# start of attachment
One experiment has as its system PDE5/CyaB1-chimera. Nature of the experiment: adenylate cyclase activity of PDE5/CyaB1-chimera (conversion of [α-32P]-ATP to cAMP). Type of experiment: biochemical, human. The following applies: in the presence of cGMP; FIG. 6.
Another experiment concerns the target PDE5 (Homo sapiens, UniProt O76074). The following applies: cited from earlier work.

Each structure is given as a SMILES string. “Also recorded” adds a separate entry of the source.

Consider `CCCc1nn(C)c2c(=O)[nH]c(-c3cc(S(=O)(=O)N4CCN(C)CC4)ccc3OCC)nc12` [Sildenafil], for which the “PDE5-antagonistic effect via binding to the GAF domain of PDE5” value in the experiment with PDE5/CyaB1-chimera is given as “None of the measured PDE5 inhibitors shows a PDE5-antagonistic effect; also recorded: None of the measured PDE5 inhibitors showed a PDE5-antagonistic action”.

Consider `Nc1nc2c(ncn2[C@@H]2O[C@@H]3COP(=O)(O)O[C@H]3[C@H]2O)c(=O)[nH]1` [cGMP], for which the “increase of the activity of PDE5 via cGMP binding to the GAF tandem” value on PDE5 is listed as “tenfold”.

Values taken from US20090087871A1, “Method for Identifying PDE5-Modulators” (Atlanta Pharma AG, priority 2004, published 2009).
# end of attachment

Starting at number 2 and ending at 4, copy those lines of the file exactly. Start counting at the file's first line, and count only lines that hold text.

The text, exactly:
Another experiment concerns the target PDE5 (Homo sapiens, UniProt O76074). The following applies: cited from earlier work.

Each structure is given as a SMILES string. “Also recorded” adds a separate entry of the source.

Consider `CCCc1nn(C)c2c(=O)[nH]c(-c3cc(S(=O)(=O)N4CCN(C)CC4)ccc3OCC)nc12` [Sildenafil], for which the “PDE5-antagonistic effect via binding to the GAF domain of PDE5” value in the experiment with PDE5/CyaB1-chimera is given as “None of the measured PDE5 inhibitors shows a PDE5-antagonistic effect; also recorded: None of the measured PDE5 inhibitors showed a PDE5-antagonistic action”.